Beer-Food Pairings Brew up Interest

Beer-Food Pairings Brew up Interest

BEER TASTE, CHAMPAGNE BUDGET: Special dinners at Oscar's in the Waldorf-Astoria raise beer drinking to a new level.


Anyone who assumes beer drinkers aren't a refined lot has never attended a beer aficionado's dinner at Oscar's, an American brasserie in New York City's Waldorf-Astoria Hotel. The highlight of the most recent $70 fourcourse gourmet meal was a chance to taste the world's oldest beer, a modern version of Chateau Jiahu, brewed from a recipe found in a 9,000-year-old tomb in China.

Warren Fondu, a food and beverage manager at the hotel, says the events help raise the profile of beer. "It gives us an opportunity to hit a certain market niche," he explains. Besides reaching out to beer lovers, the dinners showcase ways to pair food with complementary brews.

"Most people think wine is the best thing to match up with food, but I don't think they are aware of how many beers are out there with certain characteristics that go well with food; we try to relay that message," Fondu explains.

At the most recent dinner, guests dined on an appetizer of grilled gulf shrimp with apricot-curry glaze, preserved lemon and pine nut couscous; an entree of braised venison with chili-chocolate sauce and creamy coconut-ginger risotto; a goat cheese creme brulee cheese course; and for dessert, milk chocolate rice crispy praline crunch with tangerine cream and orange confit.The group washed down each course with selected beers from Dogfish Head, a Delaware craft brewery.

For those who didn't study beer-food pairing in culinary school, how easy is it to develop a palate for what matches what? "It's no different than pairing food with wine," says Michael Bourquin, chef de cuisine at Oscar's. "You taste the beer and find out its characteristics—is it fruity or floral?—then figure out what foods go with those."

While the menus at the tasting dinners stray from Oscar's regular menu—it's a threemeal restaurant that needs to satisfy a variety of audiences— the events offer a chance to obtain valuable feedback on dishes Bourquin might want to introduce.

Beer is always a focus at Oscar's; at any time the choices include 12 microbrews, four of them on tap, along with six national brands.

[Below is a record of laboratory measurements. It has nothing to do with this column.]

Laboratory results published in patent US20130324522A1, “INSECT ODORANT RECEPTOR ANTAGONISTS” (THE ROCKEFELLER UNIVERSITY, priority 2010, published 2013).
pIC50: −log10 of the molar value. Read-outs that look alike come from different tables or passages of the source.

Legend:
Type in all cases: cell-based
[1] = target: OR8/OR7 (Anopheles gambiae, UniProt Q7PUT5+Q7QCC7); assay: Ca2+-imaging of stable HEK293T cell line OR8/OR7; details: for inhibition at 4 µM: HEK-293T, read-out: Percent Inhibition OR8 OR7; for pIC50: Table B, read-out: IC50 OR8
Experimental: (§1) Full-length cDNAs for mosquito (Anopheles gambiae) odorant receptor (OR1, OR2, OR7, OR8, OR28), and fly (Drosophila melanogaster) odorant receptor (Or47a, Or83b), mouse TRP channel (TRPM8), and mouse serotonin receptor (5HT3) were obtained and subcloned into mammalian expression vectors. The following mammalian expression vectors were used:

The dinners, scheduled roughly every quarter and sometimes tied to seasonal events such as Oktoberfest, attract 75-150 guests. The restaurant markets to beer lovers in the tristate area surrounding New York City as well as to hotel guests.

"It's certainly a good way for us to introduce ourselves to people," Fondu says.

WINGING IT

Dallas-based Wingstop's mainstay—wings—provides an ideal foil for beer. But not just any beer, says Frederick "Fritz" W. Rahr Jr. of Fort Worth's Rahr & Sons Brewing Company. The beer expert sampled all nine of the chain's flavors to determine the ideal beverage choice. Among his insights and suggested pairings:

  • Original Hot—Beers in this group need to stand up to spicy flavors without overpowering them. Nice balance and easy drinkability are key. Try Pilsner Urquell, Dos Equis, Budweiser.
  • Cajun demands a beer with a bit more kick, such as Bass Ale, Fullers ESB, Boddingtons Pub Draft.
  • Atomic—This hot, hot variety calls for something special; pair with Sierra Nevada Pale Ale, Anchor Steam, Rahr's Red.
  • Mild—Match it with something complementary, but not too aggressive, such as Bud Light, Miller Lite, Coors Light.
  • Teriyaki—A sweet wing that will go well with a beer that takes the edge off. Try Sierra Nevada Celebration Ale, Anchor Liberty Ale, India Pale Ale.
  • Hickory Smoked—The spiciness will overpower lighter brews; go for big and bold, such as Samuel Adams Cream Stout, Guinness Stout, Anchor Porter, Rahr's Ugly Pug.